NFS gets revved in Solaris 2.5
The forthcoming version of Sun's OS promises
While it may have earned widespread use, NFS still has room for improvement. With the release of Solaris 2.5, Sun will deliver a new version of NFS and will let NFS run over TCP. Customers can expect enhanced network performance throughout, and new features that improve flexibility, usability, performance, security, and robustness. Let's take a look at the key NFS-related features and how they'll impact your site. (1,800 words, including one sidebar)
The advent of Solaris 2.5 promises many enhancements to Sun's flagship OS, including an improved implementation of the NFS protocol. Two items in the new release will have significant impact on networks: NFS version 3, and the ability to run NFS (either version) over connection-oriented protocols such as TCP. Of these two, the most significant new addition is the NFS version 3 protocol offering.
NFS V3 is related to the now-universal version 2 protocol, but some significant changes enhance its performance. These changes include:
Still safe, but faster
One of the least-endearing features of NFS version 2 is the very-safe-but-very-slow nature of its fully synchronous write operations. The completely stateless nature of the version 2 protocol requires that the server commit write operations to stable storage before acknowledging them. Since most Unix users are accustomed to lazy write-behind buffering for local disk writes, NFS V2 writes seem sluggish.
Several products accelerate writes, including Legato's PrestoServe and its Sun relative, a battery-backed SIMM. Various programmatic approaches have also appeared, including write clustering, which is found in Solaris 2.x and Interstream's EFS. (See the sidebar "NFS acceleration products" for more details.)
Although effective, these workarounds address the symptom rather than the cause of NFS V2's slow performance. (Some vendors even offer unsafe asynchronous writes in an attempt to boost throughput.) The new protocol allows for clustered asynchronous writes combined with a safe two-phase commit protocol that permits clients to stream to the server at far higher rates than possible under the older protocol.
Fine-grained access control
Another important extension to the protocol is the provision for much finer control of file and directory access. The version 2 protocol does not provide clients with sufficient information to accurately determine the actual permissions available on a file system object. (The best known example is the mapping from "root" to "nobody".) Although this has served well for many years, users are beginning to require finer-grained access control.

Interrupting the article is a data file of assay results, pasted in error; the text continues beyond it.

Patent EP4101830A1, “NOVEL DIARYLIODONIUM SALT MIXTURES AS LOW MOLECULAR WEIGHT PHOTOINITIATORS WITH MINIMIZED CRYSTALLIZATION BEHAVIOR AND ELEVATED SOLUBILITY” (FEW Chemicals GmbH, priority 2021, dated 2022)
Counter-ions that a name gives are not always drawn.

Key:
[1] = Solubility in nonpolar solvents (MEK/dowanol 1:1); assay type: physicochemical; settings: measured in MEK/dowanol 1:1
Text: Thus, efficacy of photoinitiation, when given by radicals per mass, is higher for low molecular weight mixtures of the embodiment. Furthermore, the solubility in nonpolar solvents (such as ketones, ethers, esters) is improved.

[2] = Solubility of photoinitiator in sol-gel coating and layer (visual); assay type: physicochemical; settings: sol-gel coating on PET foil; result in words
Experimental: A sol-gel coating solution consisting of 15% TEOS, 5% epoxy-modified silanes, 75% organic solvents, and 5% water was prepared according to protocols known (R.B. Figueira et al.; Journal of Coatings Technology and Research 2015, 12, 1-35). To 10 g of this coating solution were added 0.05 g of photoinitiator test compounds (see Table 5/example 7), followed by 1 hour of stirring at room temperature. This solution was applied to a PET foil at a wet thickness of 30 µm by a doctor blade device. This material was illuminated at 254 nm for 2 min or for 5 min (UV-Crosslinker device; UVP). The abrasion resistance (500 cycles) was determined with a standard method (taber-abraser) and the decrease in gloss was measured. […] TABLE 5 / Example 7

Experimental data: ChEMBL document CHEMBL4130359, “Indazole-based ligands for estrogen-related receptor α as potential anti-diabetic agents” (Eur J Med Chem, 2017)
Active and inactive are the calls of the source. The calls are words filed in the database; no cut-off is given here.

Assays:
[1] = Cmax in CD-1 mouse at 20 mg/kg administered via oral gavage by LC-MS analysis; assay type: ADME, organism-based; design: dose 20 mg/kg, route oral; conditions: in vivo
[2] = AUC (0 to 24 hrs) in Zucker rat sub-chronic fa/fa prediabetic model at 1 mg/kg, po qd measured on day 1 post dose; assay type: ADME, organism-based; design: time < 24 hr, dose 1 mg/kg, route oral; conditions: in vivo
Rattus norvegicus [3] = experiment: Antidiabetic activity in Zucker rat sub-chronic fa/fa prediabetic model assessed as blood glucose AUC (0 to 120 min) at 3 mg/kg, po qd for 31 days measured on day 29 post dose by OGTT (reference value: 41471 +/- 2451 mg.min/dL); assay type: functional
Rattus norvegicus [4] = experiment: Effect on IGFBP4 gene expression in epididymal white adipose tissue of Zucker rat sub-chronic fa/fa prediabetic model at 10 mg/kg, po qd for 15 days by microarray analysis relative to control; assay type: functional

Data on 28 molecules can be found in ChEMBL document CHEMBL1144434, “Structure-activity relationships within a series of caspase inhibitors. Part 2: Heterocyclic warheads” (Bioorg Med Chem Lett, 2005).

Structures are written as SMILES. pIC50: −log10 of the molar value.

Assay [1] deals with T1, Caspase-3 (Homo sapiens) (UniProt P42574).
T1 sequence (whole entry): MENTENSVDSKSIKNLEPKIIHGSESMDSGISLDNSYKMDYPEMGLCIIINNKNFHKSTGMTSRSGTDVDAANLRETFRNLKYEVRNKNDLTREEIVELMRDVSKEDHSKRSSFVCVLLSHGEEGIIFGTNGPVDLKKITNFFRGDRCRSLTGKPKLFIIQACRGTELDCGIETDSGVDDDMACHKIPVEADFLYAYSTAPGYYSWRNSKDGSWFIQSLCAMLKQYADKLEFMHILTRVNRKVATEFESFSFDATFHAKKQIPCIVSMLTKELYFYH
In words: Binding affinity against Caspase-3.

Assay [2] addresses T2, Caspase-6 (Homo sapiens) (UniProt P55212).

The new protocol provides a mechanism for clients to submit credentials and request access checks that exceed the limited semantic definitions of the older protocol. This permits the client to ask the server to verify the available permissions. Access control lists (ACLs) are not explicitly defined in the NFS protocol, so Solaris 2.5 implements a private protocol that lets clients obtain and edit ACLs on remote file systems. When combined with the NFS version 3 access mechanism, this permits access to be controlled at an extremely fine level. (A private protocol is required because there is as yet no industry-standard definition for ACLs. The private protocol will be replaced when such a standard is defined.)
A number of other improvements were made to increase over-the-wire efficiency. For example, one of the most frequently used version 2 operations is
getattr, which obtains file attributes (such as
name, permission mask, last modified time, etc.) for a referenced
file. Studies of existing NFS sites reveal that virtually all
getattr operations are proceeded by an acknowledgment for the
previous operation, and that the overhead of processing two discrete
operations is substantial. Accordingly, the V3 protocol has been
modified to permit file attributes to be returned "piggybacked" on the
acknowledgments for other operations. This improves the overall
efficiency of the protocol stack by eliminating extra packets and extra
Larger file-transfer sizes
In a similar vein, the transfer size maximum is raised from 8 kilobytes in version 3 to as much as 4 gigabytes. This permits clients and servers to exchange data in much larger units for greater efficiency. The Solaris 2.5 implementation negotiates for block sizes as large as 64 kilobytes, resulting in point-to-point throughput as high as 5.4 megabytes/second on current SuperSPARC-based platforms (which slightly outpace even hyperSPARC-based computers on this code). The 64-kilobyte size is a result of the use of standard TCP and UDP transport protocols, which have a 64-kilobyte maximum window size. A future release of Solaris will implement RFC 1323, which provides for larger windows when operating over TCP.
Sixty-four-bit file offsets in NFS 3
let suitably-equipped clients and servers
manipulate files of essentially arbitrary size.
Another major NFS improvement is the transition from 32-bit file offsets to 64-bit file offsets in the over-the-wire packets. This permits suitably-equipped clients and servers to manipulate files of essentially arbitrary size. There is no practical limit on the size of a filesystem that can be manipulated with either protocol. The distinction between the protocol and the implementation is crucial in this area: The version 3 protocol uses 64-bit offsets. (Note that this is entirely possible on existing 32-bit hardware.) The Solaris 2.5 implementation at present does not make use of this ability since the underlying Unix filesystem and Solaris virtual memory systems are not fully 64-bit clean, but a future release of Solaris will offer large local files. Solaris will support large files over NFS at that time.